trans-digestAn article about UPS’ “Third Party Billing Service” was just published in the January 2016 issue of TransDigest on Page 9. Written by ICC’s own Tony Nuzio, the article clarifies what shippers need to know about the new fee, which many shippers will begin to see on their weekly UPS invoices.

Tony suggests that, after reading the TransDigest article, shippers “take a close look at their weekly UPS invoices to evaluate and determine exactly what the total impact of this new fee will be on their business.” He also suggests that “shippers should make sure before they attempt to make a Third Party billed shipment via UPS in 2016 and beyond, that the intended payer of the freight charges does in fact have a valid account with UPS, or stand the risk of receiving chargebacks from UPS.”

A PDF of the article can be accessed and downloaded here: TransDigest, January 2016

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Guaranteed Service Refund Waivers: Who’s Really Benefiting?

A Guaranteed Service Refund Waiver, or GSR Waiver as it is commonly referred to, is a contract provision that has been appearing more and more in new contracts from your Parcel transportation and logistics providers.

Should your company agree to accept such a waiver?  

By agreeing to the waiver provisions in your contract your Parcel Carrier typically agrees to provide you with additional pricing incentives to reduce your annual freight spend. In return, you forfeit your company’s right to file claims for refunds for late deliveries.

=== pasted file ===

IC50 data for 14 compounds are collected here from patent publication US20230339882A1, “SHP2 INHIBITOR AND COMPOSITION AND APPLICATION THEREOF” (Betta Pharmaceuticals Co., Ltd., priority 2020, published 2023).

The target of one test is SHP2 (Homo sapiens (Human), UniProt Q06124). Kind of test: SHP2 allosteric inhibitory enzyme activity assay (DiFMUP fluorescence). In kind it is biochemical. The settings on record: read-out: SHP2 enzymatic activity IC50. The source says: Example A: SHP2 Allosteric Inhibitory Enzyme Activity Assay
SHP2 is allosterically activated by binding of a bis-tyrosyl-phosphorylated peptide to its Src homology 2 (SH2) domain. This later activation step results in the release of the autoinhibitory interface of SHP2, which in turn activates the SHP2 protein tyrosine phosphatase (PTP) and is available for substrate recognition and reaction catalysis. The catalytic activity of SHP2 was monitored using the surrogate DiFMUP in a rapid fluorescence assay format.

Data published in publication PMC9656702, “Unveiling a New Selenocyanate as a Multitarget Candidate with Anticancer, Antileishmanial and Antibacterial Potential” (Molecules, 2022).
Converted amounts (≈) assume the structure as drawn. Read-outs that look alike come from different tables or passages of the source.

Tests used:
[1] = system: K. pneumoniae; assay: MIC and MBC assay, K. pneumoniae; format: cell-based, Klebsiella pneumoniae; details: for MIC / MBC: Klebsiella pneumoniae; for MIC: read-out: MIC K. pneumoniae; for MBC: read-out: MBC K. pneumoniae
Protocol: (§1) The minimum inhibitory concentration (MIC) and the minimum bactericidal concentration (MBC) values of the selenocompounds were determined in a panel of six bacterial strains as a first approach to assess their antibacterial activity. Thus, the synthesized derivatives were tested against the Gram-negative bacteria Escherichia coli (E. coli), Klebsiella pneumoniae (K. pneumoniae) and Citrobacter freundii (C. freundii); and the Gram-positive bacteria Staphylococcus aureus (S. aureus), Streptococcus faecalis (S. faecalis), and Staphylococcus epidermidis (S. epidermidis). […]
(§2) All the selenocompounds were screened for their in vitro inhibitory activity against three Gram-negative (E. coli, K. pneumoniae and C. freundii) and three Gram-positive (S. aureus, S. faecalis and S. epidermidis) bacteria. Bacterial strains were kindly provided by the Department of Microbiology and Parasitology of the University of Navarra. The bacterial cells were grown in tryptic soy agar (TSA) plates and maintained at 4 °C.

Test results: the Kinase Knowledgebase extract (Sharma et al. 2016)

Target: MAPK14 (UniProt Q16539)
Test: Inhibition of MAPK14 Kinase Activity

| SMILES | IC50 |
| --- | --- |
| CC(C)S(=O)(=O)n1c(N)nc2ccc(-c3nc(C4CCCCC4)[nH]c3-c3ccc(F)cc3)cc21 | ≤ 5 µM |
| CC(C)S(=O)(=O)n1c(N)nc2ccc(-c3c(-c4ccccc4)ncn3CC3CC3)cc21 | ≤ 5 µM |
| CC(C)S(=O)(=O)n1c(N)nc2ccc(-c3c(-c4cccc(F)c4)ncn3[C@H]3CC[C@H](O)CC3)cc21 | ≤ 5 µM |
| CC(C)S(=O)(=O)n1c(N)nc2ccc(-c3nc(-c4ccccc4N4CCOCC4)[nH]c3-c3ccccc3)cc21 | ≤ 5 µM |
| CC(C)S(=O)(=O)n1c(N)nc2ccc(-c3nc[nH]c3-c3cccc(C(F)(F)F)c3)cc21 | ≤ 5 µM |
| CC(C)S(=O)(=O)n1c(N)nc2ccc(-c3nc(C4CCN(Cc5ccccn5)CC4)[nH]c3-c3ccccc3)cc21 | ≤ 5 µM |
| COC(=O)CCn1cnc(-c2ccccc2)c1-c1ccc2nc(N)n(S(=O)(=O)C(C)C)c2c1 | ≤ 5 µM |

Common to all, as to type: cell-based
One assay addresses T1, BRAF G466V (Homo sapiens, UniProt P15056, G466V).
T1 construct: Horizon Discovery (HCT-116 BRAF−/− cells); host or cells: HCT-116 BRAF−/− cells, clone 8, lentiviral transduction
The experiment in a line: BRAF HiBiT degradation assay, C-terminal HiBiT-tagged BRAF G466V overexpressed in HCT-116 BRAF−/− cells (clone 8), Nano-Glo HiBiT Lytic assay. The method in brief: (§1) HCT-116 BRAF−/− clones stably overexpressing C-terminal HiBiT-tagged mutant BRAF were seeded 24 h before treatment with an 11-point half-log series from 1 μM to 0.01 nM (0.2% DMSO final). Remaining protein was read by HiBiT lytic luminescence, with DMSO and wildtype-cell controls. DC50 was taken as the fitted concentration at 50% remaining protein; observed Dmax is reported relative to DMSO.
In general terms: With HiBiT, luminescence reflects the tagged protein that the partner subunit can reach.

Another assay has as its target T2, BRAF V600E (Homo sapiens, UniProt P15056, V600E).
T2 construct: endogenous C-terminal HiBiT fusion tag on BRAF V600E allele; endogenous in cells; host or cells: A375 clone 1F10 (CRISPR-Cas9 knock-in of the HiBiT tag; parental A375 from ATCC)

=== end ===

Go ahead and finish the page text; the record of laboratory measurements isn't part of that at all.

This doesn’t sound so bad, does it? You get some extra savings on your annual parcel spend and you don’t have to worry about auditing your invoices to submit claims for late deliveries. Everybody wins…or do they?

According to industry experts, every year an average of $2 Billion goes unclaimed in late delivery refunds from the major Parcel Carriers. It all comes down to the numbers.

Will my company benefit from signing a GSR Waiver?  

The answer is, it depends. If you are saving $30,000 per year in additional discounts by signing a GSR Waiver, but losing $100,000 per year in Guaranteed Service Refunds, it’s obviously not worth implementing that provision in your contract.

The best way to know is to have an audit performed on your invoices. Logistics Consulting companies have the know-how and technology tools to quickly and efficiently audit your company’s parcel invoices to determine which avenue is most beneficial to your company. Most often, it takes less than 30 minutes to gather the information needed for the audit and about two months to get a comprehensive analysis performed that will arm you with all the pertinent information you’ll need to make the proper decision.

We always say, “knowledge is power!” And in that regard, here is a great example of how Knowledge truly paid off for one of our clients.

Recently we initiated an audit for a new client’s Parcel Carrier invoices.  The company had an $8 million annual parcel spend. After our comprehensive audit, we uncovered that even with their GSR Waiver,they were entitled to and actually received approximately $8,000 in refunds. However, had they not had the GSR Waiver in their contract this company would have received refunds of approximately $500,000 for a year. $8,000 vs $500,000. That’s not chump change! And, the most important fact we uncovered is that the client had no way to identify just how much savings they received in additional discounts, if any, not to mention losing complete visibility of the Parcel Carrier’s delivery service.